Recommended Pre-requisites: CHE 3331/2 and 3348
Course Credit Offered: Yes
Begin Date: Any time
Semesters Available: Fall, Spring, Full Summer
Contact Information: Patrick_Farmer@baylor.edu


Touradj Solouki

Metabolomics Studies Focused on Early Detection of Human Disease Biomarkers Using Vacuum Ultraviolet Spectroscopy and Mass Spectrometry

We are an analytical chemistry group performing "X-omics" research at Baylor University. Our activities include various areas of modern mass and ion mobility spectrometry, ion-molecule reaction kinetics, bioinformatics, biomarker discovery, tissue imaging, artificial intelligence and neural networks in chemical analysis, and high-performance instrumentation to address current scientific challenges in fields of biomedical and nevironmental research.  For more information, please visit our webpage at https://sites.baylor.edu/soloukilabs/dr-touradj-solouki/

Recommended Pre-requisites: NA
Course Credit Offered: Yes
Contact Information: Touradj_Solouki@baylor.edu


Elyssia Gallagher

Analytical chemistry

Glycosylation is a post-translational modification that affects cellular adhesion and host-pathogen interactions, with changes occurring during differentiation, immune response, and in cancerous tissue. Though as much as 70% of the proteome is glycosylated, determining the structure of these modifications is difficult. My research involves the expression and analysis of glycoproteins to develop a molecular understanding of how glycan heterogeneity and structure affect glycoprotein function. My group utilizes traditional and novel methods in capillary electrophoresis, liquid chromatography, and mass spectrometry to characterize glycoproteins. This work will provide insight into the relationship between dysregulation of cellular glycosylation and development and progression of disease states.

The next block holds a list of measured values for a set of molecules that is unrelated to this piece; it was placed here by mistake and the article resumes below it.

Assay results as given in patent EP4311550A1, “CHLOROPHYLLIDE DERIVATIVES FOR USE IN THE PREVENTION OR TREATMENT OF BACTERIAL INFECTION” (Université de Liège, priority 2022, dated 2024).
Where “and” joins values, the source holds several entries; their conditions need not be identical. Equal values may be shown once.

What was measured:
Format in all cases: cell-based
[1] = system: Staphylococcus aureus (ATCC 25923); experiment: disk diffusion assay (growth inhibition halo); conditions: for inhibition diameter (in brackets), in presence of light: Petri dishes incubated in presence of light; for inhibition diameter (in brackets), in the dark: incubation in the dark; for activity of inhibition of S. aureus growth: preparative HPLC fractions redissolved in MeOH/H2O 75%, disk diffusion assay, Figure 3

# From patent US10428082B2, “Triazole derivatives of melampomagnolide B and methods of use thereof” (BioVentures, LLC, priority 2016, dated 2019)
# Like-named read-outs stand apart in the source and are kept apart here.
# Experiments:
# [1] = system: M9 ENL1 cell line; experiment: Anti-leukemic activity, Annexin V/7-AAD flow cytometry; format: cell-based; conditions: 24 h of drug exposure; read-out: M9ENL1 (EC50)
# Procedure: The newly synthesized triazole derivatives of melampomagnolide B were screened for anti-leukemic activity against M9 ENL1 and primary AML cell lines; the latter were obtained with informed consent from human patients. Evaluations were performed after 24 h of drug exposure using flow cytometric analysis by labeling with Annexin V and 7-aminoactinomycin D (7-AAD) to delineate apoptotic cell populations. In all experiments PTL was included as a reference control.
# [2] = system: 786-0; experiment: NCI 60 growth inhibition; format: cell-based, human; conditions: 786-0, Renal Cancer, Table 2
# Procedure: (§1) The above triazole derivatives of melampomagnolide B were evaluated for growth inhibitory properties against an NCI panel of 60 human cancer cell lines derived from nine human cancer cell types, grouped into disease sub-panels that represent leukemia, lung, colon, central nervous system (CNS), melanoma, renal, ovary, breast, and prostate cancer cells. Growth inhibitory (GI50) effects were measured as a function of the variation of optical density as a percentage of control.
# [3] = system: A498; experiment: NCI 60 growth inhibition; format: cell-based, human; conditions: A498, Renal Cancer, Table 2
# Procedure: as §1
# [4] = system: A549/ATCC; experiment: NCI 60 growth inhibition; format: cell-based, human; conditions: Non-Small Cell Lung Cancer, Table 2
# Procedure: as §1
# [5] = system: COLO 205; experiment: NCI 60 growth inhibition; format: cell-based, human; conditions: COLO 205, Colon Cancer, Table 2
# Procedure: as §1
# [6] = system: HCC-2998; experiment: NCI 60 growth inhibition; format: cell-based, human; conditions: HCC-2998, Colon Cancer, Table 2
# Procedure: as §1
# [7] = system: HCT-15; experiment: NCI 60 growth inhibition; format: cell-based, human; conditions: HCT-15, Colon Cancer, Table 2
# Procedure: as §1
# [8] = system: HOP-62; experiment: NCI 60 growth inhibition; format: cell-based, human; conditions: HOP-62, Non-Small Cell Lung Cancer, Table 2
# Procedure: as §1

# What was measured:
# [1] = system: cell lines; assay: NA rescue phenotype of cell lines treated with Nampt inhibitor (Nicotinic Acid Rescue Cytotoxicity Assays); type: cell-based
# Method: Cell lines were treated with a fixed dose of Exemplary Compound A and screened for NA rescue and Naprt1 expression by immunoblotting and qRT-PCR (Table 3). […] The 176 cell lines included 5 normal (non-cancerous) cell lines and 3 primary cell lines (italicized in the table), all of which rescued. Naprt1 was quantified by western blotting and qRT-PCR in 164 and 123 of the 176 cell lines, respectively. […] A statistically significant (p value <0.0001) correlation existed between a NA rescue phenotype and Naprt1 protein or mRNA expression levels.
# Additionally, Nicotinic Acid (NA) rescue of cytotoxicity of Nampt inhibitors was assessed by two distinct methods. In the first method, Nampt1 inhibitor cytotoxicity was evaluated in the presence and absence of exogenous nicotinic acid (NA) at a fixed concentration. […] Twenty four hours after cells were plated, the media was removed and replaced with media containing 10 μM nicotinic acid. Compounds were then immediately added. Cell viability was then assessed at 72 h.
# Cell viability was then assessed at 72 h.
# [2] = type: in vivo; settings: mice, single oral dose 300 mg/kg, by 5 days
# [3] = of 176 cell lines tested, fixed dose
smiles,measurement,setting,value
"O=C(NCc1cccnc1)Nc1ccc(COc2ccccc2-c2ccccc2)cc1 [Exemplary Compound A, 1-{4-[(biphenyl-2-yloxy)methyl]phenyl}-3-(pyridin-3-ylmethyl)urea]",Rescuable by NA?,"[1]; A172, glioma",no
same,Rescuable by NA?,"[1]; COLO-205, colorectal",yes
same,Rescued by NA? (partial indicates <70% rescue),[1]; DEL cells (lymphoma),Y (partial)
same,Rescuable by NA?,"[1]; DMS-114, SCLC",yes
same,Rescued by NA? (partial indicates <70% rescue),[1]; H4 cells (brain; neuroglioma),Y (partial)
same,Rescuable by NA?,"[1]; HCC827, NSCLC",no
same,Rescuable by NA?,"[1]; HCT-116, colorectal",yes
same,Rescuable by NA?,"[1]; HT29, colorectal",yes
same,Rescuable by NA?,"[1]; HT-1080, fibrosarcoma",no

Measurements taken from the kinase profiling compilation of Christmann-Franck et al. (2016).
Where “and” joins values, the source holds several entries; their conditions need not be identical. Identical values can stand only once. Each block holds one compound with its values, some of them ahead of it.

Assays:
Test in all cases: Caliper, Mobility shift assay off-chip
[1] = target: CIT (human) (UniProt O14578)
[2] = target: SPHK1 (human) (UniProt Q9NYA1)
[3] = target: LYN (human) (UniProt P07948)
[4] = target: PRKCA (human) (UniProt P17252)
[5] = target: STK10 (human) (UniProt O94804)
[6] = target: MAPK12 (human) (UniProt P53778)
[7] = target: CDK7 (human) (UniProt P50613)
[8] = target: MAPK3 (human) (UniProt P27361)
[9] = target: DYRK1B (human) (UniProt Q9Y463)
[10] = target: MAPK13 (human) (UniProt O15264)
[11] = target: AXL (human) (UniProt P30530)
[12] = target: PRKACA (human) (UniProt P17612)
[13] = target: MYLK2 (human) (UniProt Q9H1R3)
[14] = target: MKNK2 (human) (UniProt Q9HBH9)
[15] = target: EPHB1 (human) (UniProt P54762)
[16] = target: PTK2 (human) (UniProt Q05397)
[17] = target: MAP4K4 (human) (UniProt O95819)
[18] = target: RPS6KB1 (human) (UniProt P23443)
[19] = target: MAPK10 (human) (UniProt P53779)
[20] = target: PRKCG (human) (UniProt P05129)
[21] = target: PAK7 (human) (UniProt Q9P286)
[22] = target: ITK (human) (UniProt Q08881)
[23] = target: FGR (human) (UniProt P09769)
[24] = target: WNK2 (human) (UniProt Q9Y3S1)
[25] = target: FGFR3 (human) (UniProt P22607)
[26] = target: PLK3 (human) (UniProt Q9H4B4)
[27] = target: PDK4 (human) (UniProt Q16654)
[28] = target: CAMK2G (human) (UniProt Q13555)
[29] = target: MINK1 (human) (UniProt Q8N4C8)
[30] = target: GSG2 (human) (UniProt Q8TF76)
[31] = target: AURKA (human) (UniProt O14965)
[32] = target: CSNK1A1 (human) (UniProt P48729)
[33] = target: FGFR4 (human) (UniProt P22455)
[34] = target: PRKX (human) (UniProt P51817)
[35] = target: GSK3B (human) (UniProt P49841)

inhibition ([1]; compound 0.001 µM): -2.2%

Recommended Pre-requisites: CHE 1301/1302
Course Credit Offered: CHE 1V98, CHE 3V98
Begin Date: ongoing
Contact Information: Elyssia_Gallagher@baylor.edu


Michael Trakselis

DNA replication and repair: Molecular Biology, cloning, protein purification, enzyme assays, cell biology

For more information on our research  please visit our website at https://sites.baylor.edu/trakselisgroup/

Recommended Pre-requisites: Org/ biochem Labs
Course Credit Offered:
Begin Date: ongoing
Contact Information: Michael_Trakselis@baylor.edu


Bryan Shaw

Biochemistry

Research in the Shaw laboratory is a mix of bio-inorganic chemistry, protein biophysics-with a focus on protein misfolding and amyotrophic lateral sclerosis-and a dash of medicinal chemistry and proteomics.

Recommended Pre-requisites:
Course Credit Offered: CHE 1V98, CHE 3V98
Begin Date: ongoing
Contact Information: Bryan_Shaw@baylor.edu